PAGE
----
Attributed to Duncan Phyfe, this Classical rosewood table, 1815-1820, is distinguished by its fine rosewood veneers and satinwood banding. It earned $130,000 + the buyer’s premium in
September 2020 at Brunk Auctions. Photo courtesy of Brunk Auctions and LiveAuctioneers

Revival periods

The second half of the 19th century saw a flurry of Revival styles, including Rococo Revival, Egyptian Revival and Renaissance Revival as furniture began to be mass-produced in the 1860s. Taking design cues from Renaissance architecture, earlier Classical and Romantic styles, or Egyptian architecture, pieces from this era were known for detailed carving, elegant details, applied medallions, ebonized wood or ormolu gilding.

Attributed to renowned furniture maker J.H. Belter is this Rococo Revival rosewood etagere that sold for $85,000 + the buyer’s premium in December 2019 at New Orleans Auction Galleries. Photo courtesy of New Orleans Auction Galleries and LiveAuctioneers

20th century and beyond

Arguably the greatest evolution in American furniture design has been in the last 150 years as tastes changed from the highly ornate Victorian and Art Nouveau furniture styles to the streamlined Art Deco look by the 1930s. Rebelling against the Industrial Revolution, furniture makers such as Gustav Stickley focused on simplicity, creating what came to be known as the Mission style.

Boasting a unique look evocative of midcentury modern furniture is this Paul Evans floating sideboard credenza from his ‘Cityscape’ series, which earned $22,000 + the buyer’s premium in December 2018 at Joshua Kodner. Photo courtey of Joshua Kodner and LiveAuctioneers

The Midcentury Modern era in the 1950s was a time of rebirth after World War II and this furniture aesthetic was unlike anything that came before. Midcentury designers/makers such as Ray and Charles Eames, Florence Knoll, Eero Saarinen, Paul Evans, Paul McCobb and Wendell Castle created comfortable and functional furniture that were works of art in themselves.

LaVerne furniture etched with images

NEW YORK – Philip Laverne (1908-1988) and his son Kelvin (b. 1936) sought to create pieces that were both functional furniture and expressions of fine art. Their approach, their designs, their techniques were unique and thus their works remain instantly recognizable.

Supported by wooden frames, the tables and cabinets were clad in bronze, brass and pewter, which had been cast, carved, etched, incised and patinated. The strong metal forms become showstoppers in an interior, and collectors scroll through auction catalogs to find the best examples.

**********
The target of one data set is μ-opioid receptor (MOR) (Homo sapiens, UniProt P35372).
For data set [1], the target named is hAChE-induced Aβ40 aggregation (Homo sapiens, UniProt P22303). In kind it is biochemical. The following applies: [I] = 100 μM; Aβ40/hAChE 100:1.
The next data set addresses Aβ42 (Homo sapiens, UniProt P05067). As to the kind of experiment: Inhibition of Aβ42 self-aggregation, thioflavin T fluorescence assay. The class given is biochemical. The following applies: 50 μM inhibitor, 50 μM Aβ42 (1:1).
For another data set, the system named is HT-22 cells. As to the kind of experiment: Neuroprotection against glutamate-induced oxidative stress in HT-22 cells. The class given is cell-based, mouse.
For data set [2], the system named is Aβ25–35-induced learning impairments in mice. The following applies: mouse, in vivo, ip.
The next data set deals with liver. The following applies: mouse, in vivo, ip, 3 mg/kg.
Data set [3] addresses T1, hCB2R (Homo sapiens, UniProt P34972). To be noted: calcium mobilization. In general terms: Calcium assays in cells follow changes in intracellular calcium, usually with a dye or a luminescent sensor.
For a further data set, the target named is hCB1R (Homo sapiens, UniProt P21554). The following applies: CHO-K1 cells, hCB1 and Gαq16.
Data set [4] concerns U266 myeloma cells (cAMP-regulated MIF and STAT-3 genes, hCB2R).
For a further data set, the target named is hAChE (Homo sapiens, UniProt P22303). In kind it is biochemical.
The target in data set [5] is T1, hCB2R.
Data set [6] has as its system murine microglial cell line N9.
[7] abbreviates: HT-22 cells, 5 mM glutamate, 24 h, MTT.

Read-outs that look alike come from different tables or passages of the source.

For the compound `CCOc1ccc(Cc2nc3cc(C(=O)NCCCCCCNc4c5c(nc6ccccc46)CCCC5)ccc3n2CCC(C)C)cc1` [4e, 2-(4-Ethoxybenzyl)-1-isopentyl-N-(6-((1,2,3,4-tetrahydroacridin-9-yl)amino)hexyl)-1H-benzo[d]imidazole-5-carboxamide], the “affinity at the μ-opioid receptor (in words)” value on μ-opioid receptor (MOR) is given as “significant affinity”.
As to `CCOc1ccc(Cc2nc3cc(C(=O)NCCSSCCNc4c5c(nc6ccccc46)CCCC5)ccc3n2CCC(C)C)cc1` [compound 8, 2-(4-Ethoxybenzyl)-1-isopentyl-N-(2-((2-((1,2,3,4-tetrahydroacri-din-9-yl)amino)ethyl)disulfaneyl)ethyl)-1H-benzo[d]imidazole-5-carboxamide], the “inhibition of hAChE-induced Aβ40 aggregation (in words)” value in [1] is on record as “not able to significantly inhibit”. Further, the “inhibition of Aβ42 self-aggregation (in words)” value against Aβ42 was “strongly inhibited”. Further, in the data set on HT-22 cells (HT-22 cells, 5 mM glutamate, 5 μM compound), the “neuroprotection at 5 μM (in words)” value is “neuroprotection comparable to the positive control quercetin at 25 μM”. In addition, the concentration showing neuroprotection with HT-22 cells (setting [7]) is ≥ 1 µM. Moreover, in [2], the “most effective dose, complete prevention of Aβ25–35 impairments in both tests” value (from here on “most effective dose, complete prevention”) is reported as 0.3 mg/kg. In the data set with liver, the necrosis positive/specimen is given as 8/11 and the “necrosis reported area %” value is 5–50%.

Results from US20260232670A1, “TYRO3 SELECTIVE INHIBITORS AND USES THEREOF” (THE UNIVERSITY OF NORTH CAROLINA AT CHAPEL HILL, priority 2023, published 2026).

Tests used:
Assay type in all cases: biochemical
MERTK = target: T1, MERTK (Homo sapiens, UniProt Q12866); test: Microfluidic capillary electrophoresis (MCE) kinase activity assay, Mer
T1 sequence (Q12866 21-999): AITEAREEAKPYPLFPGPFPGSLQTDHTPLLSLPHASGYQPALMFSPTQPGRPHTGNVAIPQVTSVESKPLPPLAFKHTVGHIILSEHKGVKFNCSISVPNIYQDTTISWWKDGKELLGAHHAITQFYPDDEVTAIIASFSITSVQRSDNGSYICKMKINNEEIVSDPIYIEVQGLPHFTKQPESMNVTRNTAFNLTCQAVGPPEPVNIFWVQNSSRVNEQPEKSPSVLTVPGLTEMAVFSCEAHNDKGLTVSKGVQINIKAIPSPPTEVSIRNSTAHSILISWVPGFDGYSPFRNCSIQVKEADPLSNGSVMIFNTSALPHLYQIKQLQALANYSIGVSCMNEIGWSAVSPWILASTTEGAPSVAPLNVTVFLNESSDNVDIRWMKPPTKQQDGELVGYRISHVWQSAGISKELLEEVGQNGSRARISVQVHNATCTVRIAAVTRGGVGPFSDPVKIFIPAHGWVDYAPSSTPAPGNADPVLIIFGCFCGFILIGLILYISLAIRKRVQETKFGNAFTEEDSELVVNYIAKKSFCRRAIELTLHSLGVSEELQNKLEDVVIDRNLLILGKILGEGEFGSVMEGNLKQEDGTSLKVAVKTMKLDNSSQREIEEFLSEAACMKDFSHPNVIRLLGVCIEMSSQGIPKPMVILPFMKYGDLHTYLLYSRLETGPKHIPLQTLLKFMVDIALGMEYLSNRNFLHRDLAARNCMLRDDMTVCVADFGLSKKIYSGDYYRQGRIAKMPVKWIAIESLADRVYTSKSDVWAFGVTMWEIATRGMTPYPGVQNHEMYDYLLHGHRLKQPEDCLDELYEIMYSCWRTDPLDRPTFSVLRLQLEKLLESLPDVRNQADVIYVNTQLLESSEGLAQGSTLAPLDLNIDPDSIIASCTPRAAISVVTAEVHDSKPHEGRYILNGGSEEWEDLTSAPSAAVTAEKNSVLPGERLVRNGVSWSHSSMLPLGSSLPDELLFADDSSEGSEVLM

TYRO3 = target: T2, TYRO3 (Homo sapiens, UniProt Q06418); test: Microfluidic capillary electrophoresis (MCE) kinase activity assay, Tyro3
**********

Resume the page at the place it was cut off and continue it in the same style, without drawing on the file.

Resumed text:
Philip and Kelvin LaVerne important Bathers cabinet, circa 1968, acid-etched brass, enameled and patinated brass over pewter and wood, 59¼in wide x 15½in deep x 32¼in high. Etched signature to door face. Sold for $85,000 plus the buyer’s premium in November 2016. Image courtesy of Wright and LiveAuctioneers

Major surfaces are often covered by low-relief figural scenes inspired by archaeological or art historical sources. Many designs are drawn from Chinese art, while others reflect ancient Greek friezes or even Egyptian wall paintings.

Michelangelo’s Creation of Adam from the Sistine Chapel ceiling was also a theme that appealed to the LaVernes. Another group of furniture from their workshop is more simply ornamented with repeated geometric patterns. Full-bodied sculptural figures were at times used as dramatic table supports. Some designs were issued as a series, others seem one-of-a-kind. Surprises turn up all the time.

Four-door ‘Chan’ cabinet, circa 1970, etched and patinated bronze, pewter, painted wood, Chinoiserie landscape, signed ‘Philip Kelvin LaVerne,’ 32½in high x 60¼ wide x 16in deep. Sold for $35,000 plus the buyer’s premium on June 26, 2020. Image courtesy of Freeman’s and LiveAuctioneers

Richard Wright has sold many examples at his Chicago-based auction firm and even chose one for his personal collection: “LaVerne furniture is totally unique within American design, and it’s readily identifiable. The pieces pull together all kinds of disparate elements including archaeological and art historical references, which are then applied to some pretty muscular forms. Sometimes the objects are very decorative in themselves, but oftentimes the forms are architectonic and plain with heavy pattern applied to them.

“The materiality is completely essential to the work. A lot of the forms are quite modernist, but with this archaeological treatment done to them, they become very compelling. The surface feels like unearthed old metal. Fortunately for collectors, while some of the furniture is very expensive, some of it is relatively accessible. I actually live with a LaVerne coffee table at my house, and I have young kids – it’s incredibly durable,” he said.

Chan desk, New York, 1960s, etched, patinated and polychromed bronze, pewter and enamel, raised signature to underside, 29¾in x 60¼in x 30¼in. Sold for $42,500 plus the buyer’s premium in June 2018. Image courtesy of Rago Arts & Auction Center and LiveAuctioneers

In addition to distinctive forms and decoration, LaVerne furniture has a characteristic patina carefully cultivated through processes developed by the furniture makers. One technique involved burying the metal elements in special soil compounds to achieve the appearance of ancient artifacts. While some tables have an overall dark bronze finish, those with decorative surface patterns use the contrast of dark and light metals to make the design pop out for the viewer. Colored enamels were added to enhance figures in the more elaborate chinoiserie scenes. Because the LaVernes put so much effort into the decoration and patination of their pieces, condition is an important element in determining present value.

After experimenting in the late 1950s, the LaVernes began to produce limited edition designs in the 1960s, some of which are rarer than others. The cabinetmakers’ joint signature is usually clearly visible on the surface, often within the relief scenes. Well-preserved examples may retain a paper label from the team’s New York studio at 46 E. 57th St.